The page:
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# The Metis Library Classification System

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## Elissa Freda

on 9 April 2015

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#### Transcript of The Metis Library Classification System

The Metis Library Classification System
What is Metis?
"Metis is a flexible, intuitive and child-friendly system of library
categorization. It uses whole language, visual cues, and logic that
reflects children's own experiences. It puts the child in the center
of his or her own search." Like the Dewey Decimal System Metis
organizes books by subject, yet at its core it is quite different from
Dewey. "Metis is a new categorization system designed from a
child's perspective."
How does it work?
Metis uses 26 very broad categories for classifying books. "The categories are ordered using the letters A-Z (this is the only part that is not whole language) and each category has sub-categories." Sub categories are devised with the age of the students in mind. For example in a lower grades elementary library the first category (the letter "A" is Concepts. Within that category you will find 5 sub categories (arranged alphabetically) labeled as such:
Counting A. 123
Alphabet A. ABC
Colors A. Colors
Calendars A. Months
Shapes A. Shapes
Exceptions To The Rules
There are a few exceptions to the rules regarding sub categories. As already mentioned the sub categories differ depending on the age of the patrons the library serves. Those sub categories are then listed in alphabetical order to make for easy searching on the shelves. Occasionally alphabetical order with an explanatory word, due to the vast number of subcategories within certain categories. For example the category
E. Animals, has so many subcategories that alphabetical order would be overwhelming to a young child. A listing in this section would look like this:
E. Animals 1. Aquatic then the name of the animal follows.
1. Aquatic Animals
includes seals, sea turtles, penguins
crabs
dolphins
fish (etc.)
"Call numbers use the alphabetical letter denoting
the category and words."
The Categories
A. Concepts (ll) Facts (ul
B. Machines
C. Science
D. Nature
E. Animals
F. Pets
G. Making Stuff (ul)
GH. Arts and Crafts(ll)
H. Arts
I. Sports
J. Ourselves
K. Community and Society
L. USA
M. Countries
N. Languages
P. Tales
Q. Verse
R. Humor
S. Mystery
U. Scary
V. Graphic Novels
W. Memoir
X. Fiction
Y. Beginning Fiction
Z. Middle Fiction

It is important to remember that Metis was designed for a specific library, in a specific school, based on the needs and input from the students in that school, however it can be adapted and changed to fit any school. With this in mind Metis would have trouble being used on a universal scale because it would differ in each library based on the needs and patrons of the library!
LL=lower library UL=upper library
In addition to using a letter and sub category sub category which is the genre in the fiction and poetry sections, there is also an author cutter. An example of a fiction call number would be:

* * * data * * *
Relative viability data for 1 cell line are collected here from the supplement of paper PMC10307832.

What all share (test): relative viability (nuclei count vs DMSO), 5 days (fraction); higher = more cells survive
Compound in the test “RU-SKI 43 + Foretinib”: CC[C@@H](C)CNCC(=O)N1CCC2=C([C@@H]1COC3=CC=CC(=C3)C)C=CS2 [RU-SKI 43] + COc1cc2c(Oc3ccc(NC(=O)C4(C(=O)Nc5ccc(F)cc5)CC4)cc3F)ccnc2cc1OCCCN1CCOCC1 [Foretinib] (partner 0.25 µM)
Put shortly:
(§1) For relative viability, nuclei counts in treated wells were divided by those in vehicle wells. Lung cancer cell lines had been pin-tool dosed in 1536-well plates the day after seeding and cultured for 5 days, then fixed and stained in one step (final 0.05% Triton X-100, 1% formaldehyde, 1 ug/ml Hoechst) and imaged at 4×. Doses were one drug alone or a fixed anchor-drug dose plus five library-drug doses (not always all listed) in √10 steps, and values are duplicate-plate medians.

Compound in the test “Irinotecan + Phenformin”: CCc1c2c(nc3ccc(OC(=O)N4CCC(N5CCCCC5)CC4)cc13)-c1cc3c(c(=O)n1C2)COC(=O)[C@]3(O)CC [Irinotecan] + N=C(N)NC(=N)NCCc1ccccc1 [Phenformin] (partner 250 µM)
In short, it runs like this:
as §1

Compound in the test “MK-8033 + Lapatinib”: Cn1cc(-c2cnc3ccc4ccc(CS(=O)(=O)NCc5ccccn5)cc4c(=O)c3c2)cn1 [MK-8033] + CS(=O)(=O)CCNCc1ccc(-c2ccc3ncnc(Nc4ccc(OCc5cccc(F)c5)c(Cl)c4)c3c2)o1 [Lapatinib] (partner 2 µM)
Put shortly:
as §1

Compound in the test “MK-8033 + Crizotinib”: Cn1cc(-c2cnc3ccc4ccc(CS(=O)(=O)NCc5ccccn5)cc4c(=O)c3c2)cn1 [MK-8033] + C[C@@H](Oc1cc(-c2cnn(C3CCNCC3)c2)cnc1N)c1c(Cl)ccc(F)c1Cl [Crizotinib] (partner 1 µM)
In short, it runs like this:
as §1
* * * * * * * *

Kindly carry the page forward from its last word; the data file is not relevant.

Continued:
X. Fantasy Pullman
Spine Labels
The spine label consists of 3 elements:
call number
a star or dot indicating fiction or non fiction (e.g. red- fiction blue-non fiction
a picture label for each category
Biographies
Though biographies could get shelved in the memoirs section, unlike with Dewey they do not have their own designated category. Instead they are shelved in the subject area of the biographee and contains the biographee's name in brackets. The top of the spine would get a piece of blue tape with the letter BIO imprinted on it. For example a biography about Jackie Robinson would be put in the category:
I. Sports Baseball [Robinson]

Fiction
Fiction gets a little tricky because it can be put into its own category or it can be filed in a specific subject area if it has a main focus that falls into one of the preset categories. A picture book about a tree would be filed under the category D. Nature but would have its imagination/ fiction indicator on the spine. Fiction books are easily identifiable by a color coded dot or star on the label indicating real or imagination.
Praise For Metis
The Perry Branch Library in Gilbert, AZ has been using Metis with great success. The parents love it, the children love it and circulation has increased tremendously. Increases in circulation are as high as 300% in some categories. Harry Courtright, director of the 15-branch Maricopa County Library District says "The younger generation today is wired differently than people in my generation, what that tells me is we as librarians have to look at how we present materials that we have for them the way they want it.” This is exactly what the creators of Metis had in mind, they wanted to put children first! With that in mind they created a system that is "a flexible, intuitive and child-friendly system of library categorization. It uses whole language, visual cues, and logic that reflects children's own experiences. It puts the child in the center of his or her own search."

"Are Dewey's Days Numbered?: Libraries Nationwide Are Ditching the Old Classification System." School Library Journal. N.p., n.d. Web. 09 Apr. 2015.

Lynch, Sarah N., and Eugene Mulero. "Dewey? At This Library With a Very Different Outlook, They Don’t." The New York Times. The New York Times, 13 July 2007. Web. 09 Apr. 2015.

"Metis Innovations." Metis Innovations. N.p., n.d. Web. 09 Apr. 2015.

Works Cited